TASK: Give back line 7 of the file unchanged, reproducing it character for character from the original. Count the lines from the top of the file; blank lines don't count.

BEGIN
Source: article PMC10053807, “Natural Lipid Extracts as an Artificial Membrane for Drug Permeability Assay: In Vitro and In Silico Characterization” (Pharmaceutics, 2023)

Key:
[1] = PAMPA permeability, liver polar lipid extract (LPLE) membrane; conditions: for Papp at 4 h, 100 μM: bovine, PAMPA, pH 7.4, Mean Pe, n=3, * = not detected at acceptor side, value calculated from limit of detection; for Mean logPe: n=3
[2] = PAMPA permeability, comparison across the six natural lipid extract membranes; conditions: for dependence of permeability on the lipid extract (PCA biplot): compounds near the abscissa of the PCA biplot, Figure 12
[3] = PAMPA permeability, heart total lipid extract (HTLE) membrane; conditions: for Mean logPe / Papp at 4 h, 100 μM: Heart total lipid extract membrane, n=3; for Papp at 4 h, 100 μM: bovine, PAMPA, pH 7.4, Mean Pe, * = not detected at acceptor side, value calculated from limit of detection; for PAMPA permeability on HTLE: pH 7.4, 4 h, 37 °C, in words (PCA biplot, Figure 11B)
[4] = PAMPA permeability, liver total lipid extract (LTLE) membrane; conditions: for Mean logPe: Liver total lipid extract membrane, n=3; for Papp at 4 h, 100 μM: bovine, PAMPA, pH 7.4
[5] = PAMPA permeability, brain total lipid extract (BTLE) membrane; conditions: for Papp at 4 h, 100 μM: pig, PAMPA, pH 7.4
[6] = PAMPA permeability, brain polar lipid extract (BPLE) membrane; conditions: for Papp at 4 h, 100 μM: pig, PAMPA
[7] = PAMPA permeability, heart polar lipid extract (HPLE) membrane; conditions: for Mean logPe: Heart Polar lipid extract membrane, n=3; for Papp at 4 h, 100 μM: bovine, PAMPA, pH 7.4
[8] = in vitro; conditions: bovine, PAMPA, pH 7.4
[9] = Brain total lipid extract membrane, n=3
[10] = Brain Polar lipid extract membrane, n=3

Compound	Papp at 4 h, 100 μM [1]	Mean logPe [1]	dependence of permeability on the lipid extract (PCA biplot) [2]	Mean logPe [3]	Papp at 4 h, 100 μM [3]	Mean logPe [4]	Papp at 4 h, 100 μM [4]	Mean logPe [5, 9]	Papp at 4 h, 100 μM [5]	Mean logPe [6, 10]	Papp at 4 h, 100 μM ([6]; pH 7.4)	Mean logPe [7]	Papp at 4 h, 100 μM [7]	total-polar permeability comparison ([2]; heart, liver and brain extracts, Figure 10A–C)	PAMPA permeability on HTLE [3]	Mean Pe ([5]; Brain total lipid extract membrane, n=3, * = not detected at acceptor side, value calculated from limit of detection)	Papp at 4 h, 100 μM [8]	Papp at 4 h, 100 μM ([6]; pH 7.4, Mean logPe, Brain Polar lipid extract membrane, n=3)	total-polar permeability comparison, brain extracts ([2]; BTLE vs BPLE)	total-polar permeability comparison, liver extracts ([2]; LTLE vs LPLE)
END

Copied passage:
[5] = PAMPA permeability, brain total lipid extract (BTLE) membrane; conditions: for Papp at 4 h, 100 μM: pig, PAMPA, pH 7.4